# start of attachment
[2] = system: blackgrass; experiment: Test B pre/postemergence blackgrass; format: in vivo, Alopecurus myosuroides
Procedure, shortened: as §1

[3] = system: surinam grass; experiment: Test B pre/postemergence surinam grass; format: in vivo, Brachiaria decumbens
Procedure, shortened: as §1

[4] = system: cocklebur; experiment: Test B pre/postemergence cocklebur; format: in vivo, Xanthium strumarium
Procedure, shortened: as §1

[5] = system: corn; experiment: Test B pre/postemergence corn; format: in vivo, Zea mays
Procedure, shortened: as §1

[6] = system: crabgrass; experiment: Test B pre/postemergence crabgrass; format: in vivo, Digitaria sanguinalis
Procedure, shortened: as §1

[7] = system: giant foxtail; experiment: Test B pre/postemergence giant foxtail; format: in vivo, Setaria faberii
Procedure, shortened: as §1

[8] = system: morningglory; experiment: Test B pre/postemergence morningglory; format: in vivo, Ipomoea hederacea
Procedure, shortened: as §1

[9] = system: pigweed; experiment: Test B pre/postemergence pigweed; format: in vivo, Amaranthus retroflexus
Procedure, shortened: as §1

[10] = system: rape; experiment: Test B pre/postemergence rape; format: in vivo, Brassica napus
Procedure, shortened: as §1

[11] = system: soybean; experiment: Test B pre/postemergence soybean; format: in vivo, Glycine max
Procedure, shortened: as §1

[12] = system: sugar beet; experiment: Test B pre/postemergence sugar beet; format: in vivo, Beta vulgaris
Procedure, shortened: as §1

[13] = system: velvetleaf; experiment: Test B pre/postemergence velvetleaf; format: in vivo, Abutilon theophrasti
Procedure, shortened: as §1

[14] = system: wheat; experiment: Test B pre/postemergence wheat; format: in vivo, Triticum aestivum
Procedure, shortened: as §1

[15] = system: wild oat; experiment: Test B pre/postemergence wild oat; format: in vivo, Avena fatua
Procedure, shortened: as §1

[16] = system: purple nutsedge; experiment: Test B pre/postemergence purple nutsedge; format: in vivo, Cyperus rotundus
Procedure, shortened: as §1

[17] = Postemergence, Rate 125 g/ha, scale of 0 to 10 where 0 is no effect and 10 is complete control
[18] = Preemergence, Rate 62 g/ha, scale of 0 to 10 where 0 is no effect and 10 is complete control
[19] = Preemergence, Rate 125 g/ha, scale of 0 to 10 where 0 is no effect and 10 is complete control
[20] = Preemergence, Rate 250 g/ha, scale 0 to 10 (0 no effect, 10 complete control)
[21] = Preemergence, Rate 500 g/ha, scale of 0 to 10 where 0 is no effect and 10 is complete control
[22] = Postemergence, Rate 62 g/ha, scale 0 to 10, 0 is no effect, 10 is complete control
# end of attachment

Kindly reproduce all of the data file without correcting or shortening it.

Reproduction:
[2] = system: blackgrass; experiment: Test B pre/postemergence blackgrass; format: in vivo, Alopecurus myosuroides
Procedure, shortened: as §1

[3] = system: surinam grass; experiment: Test B pre/postemergence surinam grass; format: in vivo, Brachiaria decumbens
Procedure, shortened: as §1

[4] = system: cocklebur; experiment: Test B pre/postemergence cocklebur; format: in vivo, Xanthium strumarium
Procedure, shortened: as §1

[5] = system: corn; experiment: Test B pre/postemergence corn; format: in vivo, Zea mays
Procedure, shortened: as §1

[6] = system: crabgrass; experiment: Test B pre/postemergence crabgrass; format: in vivo, Digitaria sanguinalis
Procedure, shortened: as §1

[7] = system: giant foxtail; experiment: Test B pre/postemergence giant foxtail; format: in vivo, Setaria faberii
Procedure, shortened: as §1

[8] = system: morningglory; experiment: Test B pre/postemergence morningglory; format: in vivo, Ipomoea hederacea
Procedure, shortened: as §1

[9] = system: pigweed; experiment: Test B pre/postemergence pigweed; format: in vivo, Amaranthus retroflexus
Procedure, shortened: as §1

[10] = system: rape; experiment: Test B pre/postemergence rape; format: in vivo, Brassica napus
Procedure, shortened: as §1

[11] = system: soybean; experiment: Test B pre/postemergence soybean; format: in vivo, Glycine max
Procedure, shortened: as §1

[12] = system: sugar beet; experiment: Test B pre/postemergence sugar beet; format: in vivo, Beta vulgaris
Procedure, shortened: as §1

[13] = system: velvetleaf; experiment: Test B pre/postemergence velvetleaf; format: in vivo, Abutilon theophrasti
Procedure, shortened: as §1

[14] = system: wheat; experiment: Test B pre/postemergence wheat; format: in vivo, Triticum aestivum
Procedure, shortened: as §1

[15] = system: wild oat; experiment: Test B pre/postemergence wild oat; format: in vivo, Avena fatua
Procedure, shortened: as §1

[16] = system: purple nutsedge; experiment: Test B pre/postemergence purple nutsedge; format: in vivo, Cyperus rotundus
Procedure, shortened: as §1

[17] = Postemergence, Rate 125 g/ha, scale of 0 to 10 where 0 is no effect and 10 is complete control
[18] = Preemergence, Rate 62 g/ha, scale of 0 to 10 where 0 is no effect and 10 is complete control
[19] = Preemergence, Rate 125 g/ha, scale of 0 to 10 where 0 is no effect and 10 is complete control
[20] = Preemergence, Rate 250 g/ha, scale 0 to 10 (0 no effect, 10 complete control)
[21] = Preemergence, Rate 500 g/ha, scale of 0 to 10 where 0 is no effect and 10 is complete control
[22] = Postemergence, Rate 62 g/ha, scale 0 to 10, 0 is no effect, 10 is complete control